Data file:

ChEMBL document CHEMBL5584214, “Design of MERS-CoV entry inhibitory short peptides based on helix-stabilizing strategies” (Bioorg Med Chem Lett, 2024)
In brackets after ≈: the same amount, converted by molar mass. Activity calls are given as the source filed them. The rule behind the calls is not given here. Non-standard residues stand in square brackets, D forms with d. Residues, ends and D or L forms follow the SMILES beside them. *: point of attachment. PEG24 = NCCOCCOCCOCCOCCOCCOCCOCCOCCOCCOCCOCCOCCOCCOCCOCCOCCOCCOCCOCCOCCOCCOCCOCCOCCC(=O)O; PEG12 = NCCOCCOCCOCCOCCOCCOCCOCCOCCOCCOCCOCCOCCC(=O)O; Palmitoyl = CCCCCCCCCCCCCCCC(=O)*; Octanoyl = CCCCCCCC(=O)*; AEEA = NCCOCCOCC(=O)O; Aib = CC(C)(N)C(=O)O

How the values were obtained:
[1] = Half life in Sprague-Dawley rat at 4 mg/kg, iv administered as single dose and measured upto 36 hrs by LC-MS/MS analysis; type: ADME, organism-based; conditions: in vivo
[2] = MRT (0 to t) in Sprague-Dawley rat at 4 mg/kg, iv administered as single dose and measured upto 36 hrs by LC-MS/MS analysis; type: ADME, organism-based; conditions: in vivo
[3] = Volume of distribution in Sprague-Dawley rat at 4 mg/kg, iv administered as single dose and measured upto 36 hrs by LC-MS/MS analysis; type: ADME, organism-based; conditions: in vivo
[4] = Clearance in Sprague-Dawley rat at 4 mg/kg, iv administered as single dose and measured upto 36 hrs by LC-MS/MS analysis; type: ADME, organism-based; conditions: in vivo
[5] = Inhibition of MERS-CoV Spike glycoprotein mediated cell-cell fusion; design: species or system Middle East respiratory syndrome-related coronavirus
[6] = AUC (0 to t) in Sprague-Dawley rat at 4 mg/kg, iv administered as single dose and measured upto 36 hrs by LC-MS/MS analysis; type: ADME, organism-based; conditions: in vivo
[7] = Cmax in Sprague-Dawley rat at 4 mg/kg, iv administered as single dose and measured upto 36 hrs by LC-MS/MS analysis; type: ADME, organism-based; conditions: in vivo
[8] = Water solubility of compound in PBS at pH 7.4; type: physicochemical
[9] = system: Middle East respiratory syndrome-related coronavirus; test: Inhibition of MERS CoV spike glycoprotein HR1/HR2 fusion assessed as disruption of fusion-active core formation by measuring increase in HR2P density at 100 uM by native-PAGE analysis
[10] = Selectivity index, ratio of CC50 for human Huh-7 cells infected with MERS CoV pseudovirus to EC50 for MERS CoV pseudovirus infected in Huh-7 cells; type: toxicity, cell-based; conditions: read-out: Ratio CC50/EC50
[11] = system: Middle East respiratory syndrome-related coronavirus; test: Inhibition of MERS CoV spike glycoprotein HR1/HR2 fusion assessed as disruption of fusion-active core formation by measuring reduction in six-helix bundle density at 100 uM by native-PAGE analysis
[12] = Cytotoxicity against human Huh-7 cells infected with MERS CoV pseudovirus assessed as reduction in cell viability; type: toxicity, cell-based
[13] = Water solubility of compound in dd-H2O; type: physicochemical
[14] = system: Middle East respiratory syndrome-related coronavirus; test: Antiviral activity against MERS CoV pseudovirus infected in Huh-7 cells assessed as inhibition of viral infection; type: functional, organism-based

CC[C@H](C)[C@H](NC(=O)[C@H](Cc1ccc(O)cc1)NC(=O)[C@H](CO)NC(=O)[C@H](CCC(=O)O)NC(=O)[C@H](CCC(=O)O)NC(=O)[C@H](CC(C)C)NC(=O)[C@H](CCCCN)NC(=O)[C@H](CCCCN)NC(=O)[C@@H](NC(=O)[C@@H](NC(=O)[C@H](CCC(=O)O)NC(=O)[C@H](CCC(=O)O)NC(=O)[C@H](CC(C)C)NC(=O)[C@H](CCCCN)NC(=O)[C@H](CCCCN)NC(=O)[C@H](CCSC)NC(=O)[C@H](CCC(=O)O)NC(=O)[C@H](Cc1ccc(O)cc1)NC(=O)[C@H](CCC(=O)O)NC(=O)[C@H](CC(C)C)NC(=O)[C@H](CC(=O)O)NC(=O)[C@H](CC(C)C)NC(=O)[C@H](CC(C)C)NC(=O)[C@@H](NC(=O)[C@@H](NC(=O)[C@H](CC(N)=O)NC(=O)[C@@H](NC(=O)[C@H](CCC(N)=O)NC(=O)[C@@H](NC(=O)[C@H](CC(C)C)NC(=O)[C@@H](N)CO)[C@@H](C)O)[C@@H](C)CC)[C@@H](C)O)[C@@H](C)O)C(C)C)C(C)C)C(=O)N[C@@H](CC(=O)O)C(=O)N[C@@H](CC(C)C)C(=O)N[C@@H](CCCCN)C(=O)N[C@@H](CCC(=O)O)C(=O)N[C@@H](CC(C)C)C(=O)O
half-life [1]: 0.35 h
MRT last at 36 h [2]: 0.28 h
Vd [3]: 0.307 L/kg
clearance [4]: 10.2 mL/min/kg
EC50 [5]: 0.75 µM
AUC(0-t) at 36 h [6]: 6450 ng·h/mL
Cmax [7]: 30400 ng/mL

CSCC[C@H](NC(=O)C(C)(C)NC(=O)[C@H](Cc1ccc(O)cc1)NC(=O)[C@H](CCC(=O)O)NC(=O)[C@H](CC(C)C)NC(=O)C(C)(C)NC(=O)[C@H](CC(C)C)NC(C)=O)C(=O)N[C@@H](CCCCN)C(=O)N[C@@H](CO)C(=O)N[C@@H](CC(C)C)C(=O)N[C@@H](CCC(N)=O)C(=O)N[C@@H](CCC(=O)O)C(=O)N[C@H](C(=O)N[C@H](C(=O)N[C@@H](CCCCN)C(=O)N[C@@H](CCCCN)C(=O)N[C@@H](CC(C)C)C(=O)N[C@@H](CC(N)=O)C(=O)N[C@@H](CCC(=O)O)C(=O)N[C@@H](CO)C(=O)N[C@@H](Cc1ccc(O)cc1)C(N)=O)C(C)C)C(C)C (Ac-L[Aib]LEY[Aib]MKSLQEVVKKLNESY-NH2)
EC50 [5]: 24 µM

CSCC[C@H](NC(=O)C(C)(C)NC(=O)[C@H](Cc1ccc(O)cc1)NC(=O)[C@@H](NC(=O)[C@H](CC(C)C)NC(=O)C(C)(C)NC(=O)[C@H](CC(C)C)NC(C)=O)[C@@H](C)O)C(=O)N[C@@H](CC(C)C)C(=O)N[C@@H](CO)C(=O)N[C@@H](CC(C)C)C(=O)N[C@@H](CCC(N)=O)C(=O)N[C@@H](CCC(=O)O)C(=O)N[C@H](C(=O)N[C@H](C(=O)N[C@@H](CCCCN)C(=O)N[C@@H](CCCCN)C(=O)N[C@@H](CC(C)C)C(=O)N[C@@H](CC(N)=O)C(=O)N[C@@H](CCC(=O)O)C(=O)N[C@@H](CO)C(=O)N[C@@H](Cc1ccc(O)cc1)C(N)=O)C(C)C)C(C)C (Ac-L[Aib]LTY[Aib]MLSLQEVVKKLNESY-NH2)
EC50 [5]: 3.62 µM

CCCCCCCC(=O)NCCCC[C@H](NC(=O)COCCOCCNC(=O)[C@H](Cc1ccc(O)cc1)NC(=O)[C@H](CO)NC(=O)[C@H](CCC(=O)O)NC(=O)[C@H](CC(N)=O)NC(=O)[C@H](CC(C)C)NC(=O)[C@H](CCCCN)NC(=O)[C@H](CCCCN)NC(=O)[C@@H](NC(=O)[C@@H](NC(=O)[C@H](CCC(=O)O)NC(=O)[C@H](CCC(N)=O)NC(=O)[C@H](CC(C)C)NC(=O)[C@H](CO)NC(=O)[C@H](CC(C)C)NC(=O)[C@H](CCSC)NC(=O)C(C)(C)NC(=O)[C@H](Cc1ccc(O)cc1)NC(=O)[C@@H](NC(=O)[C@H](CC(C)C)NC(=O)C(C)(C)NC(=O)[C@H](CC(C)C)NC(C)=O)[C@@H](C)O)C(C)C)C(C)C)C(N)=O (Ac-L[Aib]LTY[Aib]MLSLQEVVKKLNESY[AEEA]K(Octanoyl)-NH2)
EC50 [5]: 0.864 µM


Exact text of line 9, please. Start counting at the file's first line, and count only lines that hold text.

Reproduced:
[6] = AUC (0 to t) in Sprague-Dawley rat at 4 mg/kg, iv administered as single dose and measured upto 36 hrs by LC-MS/MS analysis; type: ADME, organism-based; conditions: in vivo